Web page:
A lot can go wrong with a garden hose. One of the most popular problems encountered by most gardeners is a leaking garden hose. We are well aware that a quality hose is an inexpensive necessity needed to water and maintain a healthy garden but that doesn’t mean we should buy a new one once it develops a leak.
How to Repair a Garden Hose?
This guide will walk you through how to repair a garden hose so you can quickly get back to business.
The two major areas within a garden hose that is most prone to leakages are:
- at either end, close to the head sprinkler or faucet region.
- The middle portion or pressure areas of the hose.
First things first, locate the leakage in garden hose:
To determine areas that need repair, you will have to go on a hole hunt. If water squirts at your face immediately the taps are on, then the leakage is probably close to the sprinkler region or form the faucet.
If you are combining two hoses, check if the leakage is at the jointed area. Your garden hose repair battle is half won if you can pinpoint exact regions of leakage.
Basic Materials you need for the Garden Hose Repairs
- Replacement ends ( Male and female, as the case might be)
- Clean blade or utility knife
- Hose Repair kits
- Extra rubber
- Petroleum Jelly
Repairing Hose Leakages that Occur at the Ends
Hose repair kits usually come with threaded male or female hoseheads as well as a connector for fixing a leak that occurs at the middle. A two-piece clamp or hose clamp is used to secure the hose to the end.
Leakages that occur at the ends are the easiest to amend. All you need do is carry the head to the replacement store to ensure you purchase the right diameter thread. Follow these laid down steps to repair a damaged hose at the ends or leakages that occur at the ends.
- Step 1: Using a shape blade or utility knife cut off the end in which the leakage occurs. Press the hose to the ground rather than on your hand to apply the needed pressure.
- Step 2: Rub the replacement end with petroleum jelly and ensure it goes all the way into the freshly cut hose end. Make sure it is fitted tightly to the hose head.
- Step 3: Using a screwdriver attach the clamp securely around the end of the garden hose. This should hold the sprinkler, hosehead, and pipe firmly. Ensure that the screws are securely fitted in place to avoid further leakages from the end.
- Step 4: The newly repaired garden hose is ready for use. Test with high-pressure water to see if you carried out the repairs properly.
Repairing Tiny Punctures in the Garden Hose
Tiny punctures do occur from time to time. It’s common that a sharp object or nail creates a little puncture at the wall of your hose just wide enough to spring a leak. If you are like me that loves to keep pets, sometimes the teeth of your canine friends are sharp enough to do some damage.
Just as the saying goes, “a stitch in time saves nine, amend tiny punctures before they get out of hand.
- Two hose clamps
- Self-adhering rubber tape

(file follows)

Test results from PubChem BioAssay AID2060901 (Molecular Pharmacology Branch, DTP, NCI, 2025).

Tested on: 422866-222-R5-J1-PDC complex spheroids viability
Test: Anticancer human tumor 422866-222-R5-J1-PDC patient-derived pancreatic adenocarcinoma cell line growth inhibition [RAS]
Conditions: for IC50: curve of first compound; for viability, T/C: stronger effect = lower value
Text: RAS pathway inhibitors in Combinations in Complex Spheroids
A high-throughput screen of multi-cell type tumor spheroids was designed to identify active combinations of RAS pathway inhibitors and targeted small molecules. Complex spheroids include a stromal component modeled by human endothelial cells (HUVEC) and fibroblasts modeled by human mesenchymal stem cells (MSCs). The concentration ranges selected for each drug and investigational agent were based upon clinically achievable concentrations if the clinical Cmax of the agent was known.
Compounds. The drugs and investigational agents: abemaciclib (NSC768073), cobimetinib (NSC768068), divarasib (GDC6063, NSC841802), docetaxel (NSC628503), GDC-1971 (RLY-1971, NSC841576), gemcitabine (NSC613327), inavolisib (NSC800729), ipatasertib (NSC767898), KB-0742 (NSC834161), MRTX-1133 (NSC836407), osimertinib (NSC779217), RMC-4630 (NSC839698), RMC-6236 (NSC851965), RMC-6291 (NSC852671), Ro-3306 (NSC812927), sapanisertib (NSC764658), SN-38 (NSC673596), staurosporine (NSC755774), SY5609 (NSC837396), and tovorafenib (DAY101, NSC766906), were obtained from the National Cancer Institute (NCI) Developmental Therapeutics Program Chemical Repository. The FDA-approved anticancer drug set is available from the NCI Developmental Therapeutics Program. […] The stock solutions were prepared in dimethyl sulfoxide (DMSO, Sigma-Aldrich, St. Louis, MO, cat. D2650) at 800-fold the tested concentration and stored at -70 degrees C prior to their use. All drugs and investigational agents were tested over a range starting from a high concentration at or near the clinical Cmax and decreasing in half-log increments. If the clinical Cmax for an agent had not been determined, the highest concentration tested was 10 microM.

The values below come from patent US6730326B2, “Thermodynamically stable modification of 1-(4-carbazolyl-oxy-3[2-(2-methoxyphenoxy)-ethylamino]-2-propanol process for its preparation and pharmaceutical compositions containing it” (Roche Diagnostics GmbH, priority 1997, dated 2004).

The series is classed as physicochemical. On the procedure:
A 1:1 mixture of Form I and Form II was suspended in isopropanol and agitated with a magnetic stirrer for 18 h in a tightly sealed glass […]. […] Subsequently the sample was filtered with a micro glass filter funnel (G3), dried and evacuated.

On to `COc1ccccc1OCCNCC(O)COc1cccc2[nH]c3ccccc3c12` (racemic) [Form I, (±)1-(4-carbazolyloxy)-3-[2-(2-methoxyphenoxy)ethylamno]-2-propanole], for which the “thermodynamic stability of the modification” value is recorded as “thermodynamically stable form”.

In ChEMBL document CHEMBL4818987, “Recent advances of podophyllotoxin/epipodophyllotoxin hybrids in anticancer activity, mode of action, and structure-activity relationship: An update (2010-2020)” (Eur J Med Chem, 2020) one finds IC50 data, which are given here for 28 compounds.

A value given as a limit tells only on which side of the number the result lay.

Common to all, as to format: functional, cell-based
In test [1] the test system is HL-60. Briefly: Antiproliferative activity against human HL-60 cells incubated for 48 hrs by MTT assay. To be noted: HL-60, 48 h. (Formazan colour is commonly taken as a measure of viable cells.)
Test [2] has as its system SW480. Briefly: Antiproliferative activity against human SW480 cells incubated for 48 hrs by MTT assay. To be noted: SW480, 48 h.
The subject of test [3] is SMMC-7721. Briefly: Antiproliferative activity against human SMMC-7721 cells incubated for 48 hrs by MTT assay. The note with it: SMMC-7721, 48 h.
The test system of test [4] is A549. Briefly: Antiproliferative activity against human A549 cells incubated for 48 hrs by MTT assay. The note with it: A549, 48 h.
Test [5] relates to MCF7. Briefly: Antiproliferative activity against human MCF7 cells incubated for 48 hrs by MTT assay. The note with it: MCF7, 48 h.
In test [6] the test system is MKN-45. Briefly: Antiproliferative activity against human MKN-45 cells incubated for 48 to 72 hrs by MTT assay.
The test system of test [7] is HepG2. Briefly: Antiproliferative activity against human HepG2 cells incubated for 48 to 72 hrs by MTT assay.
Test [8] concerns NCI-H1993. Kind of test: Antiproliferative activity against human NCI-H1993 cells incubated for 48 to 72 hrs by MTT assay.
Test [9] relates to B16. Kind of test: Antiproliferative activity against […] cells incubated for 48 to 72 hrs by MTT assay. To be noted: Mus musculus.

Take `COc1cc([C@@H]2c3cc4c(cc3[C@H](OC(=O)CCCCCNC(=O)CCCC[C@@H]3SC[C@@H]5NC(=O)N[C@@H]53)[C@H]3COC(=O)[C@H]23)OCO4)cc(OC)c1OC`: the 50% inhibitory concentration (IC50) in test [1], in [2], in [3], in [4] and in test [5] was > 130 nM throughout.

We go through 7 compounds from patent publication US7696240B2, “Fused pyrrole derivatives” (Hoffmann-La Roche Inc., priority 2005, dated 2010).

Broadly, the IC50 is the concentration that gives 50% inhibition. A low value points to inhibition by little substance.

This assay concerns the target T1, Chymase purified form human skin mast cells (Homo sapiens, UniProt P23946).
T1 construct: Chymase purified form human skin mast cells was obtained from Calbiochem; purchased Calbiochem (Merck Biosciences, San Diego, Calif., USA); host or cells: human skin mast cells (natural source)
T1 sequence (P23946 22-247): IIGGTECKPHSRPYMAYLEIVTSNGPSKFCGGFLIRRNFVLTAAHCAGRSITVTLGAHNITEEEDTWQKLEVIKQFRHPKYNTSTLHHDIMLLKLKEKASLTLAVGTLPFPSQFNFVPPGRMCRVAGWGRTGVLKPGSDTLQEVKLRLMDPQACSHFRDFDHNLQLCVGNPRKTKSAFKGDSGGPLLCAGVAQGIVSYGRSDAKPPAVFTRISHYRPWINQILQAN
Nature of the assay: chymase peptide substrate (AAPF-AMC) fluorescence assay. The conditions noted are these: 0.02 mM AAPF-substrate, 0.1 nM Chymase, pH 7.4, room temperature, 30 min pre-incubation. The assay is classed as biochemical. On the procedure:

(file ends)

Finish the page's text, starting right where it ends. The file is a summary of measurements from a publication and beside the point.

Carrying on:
Follow these steps to fix a tiny puncture at the middle of the hose.
- Step 1: Cut the rubber tape and apply it around the punctured spot. Ideally, make the rubber tape rap round the leakage twice for best results. Keep the surface of the tape free from dirt before sealing it firmly.
- Step 2: Use the screwdriver to fasten the hose clamps securely to the self-adhering rubber tape.
- Step 3: All done in less than five minutes. If you carried this repair properly, the punctured spot would have been sealed off
Repairing more Severe Tears in the Garden Hose
Severe tears within your garden hose can be very difficult to amend. Most times severe tears occur with old or worn out garden hoses that might have outlived their shelf life.
The first thing you need to do is check how severe the damage is. Is the tear in one area or several areas? If the tear is in one area, does it look like cutting off that part can solve the problem?
You should think about getting a new hose of the damage or tear is in several areas of the hose.
Follow these steps to repair a hose that has tears in one area or several areas close to each other.
- Two hose clamps
- Male or female hose end from the hose repair kits
- Sharp blade or utility knife
- Petroleum Jelly
- Step 1: Locate the tear and cut a couple of inches away from the bad area on both sides. This will make sure you only have good areas to work on.
- Step 2: Next, put a hose clamp on one part of the cut hose before inserting the male portion of replacement end to the hose. Once it is securely fitted in, tighten it up with the hose clamp.
- Step 3: The new end of the replacement hose should stay securely in place without falling off. If it falls off or not tight enough, then you have the wrong replacement end or your hose pipe is bad. Insert the other end of the hose to the female part of the replacement end before securing it with a second clamp.
- Step 4: All done. Test with a high pressured water source to see if the leakage and tear have been taken care of. Repairing a badly torn hose this way should at least breathe some life into your garden hose.
This repair guide is not exhaustive but we are sure the three areas touched should cover for most garden hose leakage problems. Remember a stitch in time saves nine. Carry out repairs immediately you notice leakage to increase the lifespan of your garden hose.
- Homeowner’s manual on how to repair broken garden hose – https://www.todayshomeowner.com/how-to-repair-a-broken-garden-hose/